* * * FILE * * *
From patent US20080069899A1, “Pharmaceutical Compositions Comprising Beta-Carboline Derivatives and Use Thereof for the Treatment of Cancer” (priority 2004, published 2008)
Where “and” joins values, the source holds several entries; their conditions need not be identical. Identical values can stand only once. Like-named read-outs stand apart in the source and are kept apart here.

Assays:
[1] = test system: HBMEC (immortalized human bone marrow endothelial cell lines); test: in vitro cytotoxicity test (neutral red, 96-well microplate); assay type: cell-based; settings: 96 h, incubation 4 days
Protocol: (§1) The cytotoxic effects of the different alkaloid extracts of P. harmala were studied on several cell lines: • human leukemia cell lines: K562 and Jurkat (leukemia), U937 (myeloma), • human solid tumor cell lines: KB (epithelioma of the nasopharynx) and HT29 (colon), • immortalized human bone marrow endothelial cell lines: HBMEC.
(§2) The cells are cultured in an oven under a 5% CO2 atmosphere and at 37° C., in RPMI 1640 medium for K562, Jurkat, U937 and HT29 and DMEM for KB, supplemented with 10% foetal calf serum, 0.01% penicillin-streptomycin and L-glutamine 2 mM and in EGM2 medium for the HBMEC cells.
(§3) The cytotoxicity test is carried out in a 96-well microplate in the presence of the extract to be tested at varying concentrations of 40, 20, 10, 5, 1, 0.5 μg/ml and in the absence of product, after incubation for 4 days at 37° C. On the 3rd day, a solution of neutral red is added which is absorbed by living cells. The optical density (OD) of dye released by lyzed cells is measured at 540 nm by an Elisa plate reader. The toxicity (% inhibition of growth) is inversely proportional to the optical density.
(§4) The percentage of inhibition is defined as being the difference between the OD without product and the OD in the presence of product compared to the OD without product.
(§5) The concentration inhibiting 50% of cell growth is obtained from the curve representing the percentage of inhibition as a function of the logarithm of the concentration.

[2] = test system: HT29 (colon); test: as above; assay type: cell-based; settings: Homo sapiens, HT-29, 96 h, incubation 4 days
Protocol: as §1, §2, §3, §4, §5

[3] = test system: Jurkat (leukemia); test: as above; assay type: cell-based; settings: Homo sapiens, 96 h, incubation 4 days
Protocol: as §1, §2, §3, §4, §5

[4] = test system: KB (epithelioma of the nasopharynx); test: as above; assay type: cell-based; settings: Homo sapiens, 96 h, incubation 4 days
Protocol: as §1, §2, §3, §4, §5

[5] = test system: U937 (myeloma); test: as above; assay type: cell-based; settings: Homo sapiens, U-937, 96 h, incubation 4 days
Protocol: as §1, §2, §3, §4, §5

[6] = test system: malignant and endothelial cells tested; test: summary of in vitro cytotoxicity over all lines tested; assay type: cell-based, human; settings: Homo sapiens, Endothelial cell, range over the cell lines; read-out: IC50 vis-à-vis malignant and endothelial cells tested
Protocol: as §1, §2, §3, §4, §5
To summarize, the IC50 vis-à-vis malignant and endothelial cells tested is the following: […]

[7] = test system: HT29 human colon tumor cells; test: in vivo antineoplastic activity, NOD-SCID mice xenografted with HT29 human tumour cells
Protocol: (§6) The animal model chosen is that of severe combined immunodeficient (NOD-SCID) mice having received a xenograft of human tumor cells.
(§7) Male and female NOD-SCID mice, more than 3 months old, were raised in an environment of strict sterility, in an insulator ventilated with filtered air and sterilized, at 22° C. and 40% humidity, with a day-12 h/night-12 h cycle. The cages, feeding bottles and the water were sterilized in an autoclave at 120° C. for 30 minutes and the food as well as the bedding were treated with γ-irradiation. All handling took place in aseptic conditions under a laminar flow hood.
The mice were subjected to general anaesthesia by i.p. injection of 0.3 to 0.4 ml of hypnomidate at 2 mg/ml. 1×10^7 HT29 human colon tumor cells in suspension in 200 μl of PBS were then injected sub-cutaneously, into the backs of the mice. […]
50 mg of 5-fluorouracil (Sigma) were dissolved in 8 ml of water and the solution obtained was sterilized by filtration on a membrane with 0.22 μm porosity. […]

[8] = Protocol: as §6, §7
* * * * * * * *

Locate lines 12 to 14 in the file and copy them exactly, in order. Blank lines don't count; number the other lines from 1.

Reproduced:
[3] = test system: Jurkat (leukemia); test: as above; assay type: cell-based; settings: Homo sapiens, 96 h, incubation 4 days
Protocol: as §1, §2, §3, §4, §5

[4] = test system: KB (epithelioma of the nasopharynx); test: as above; assay type: cell-based; settings: Homo sapiens, 96 h, incubation 4 days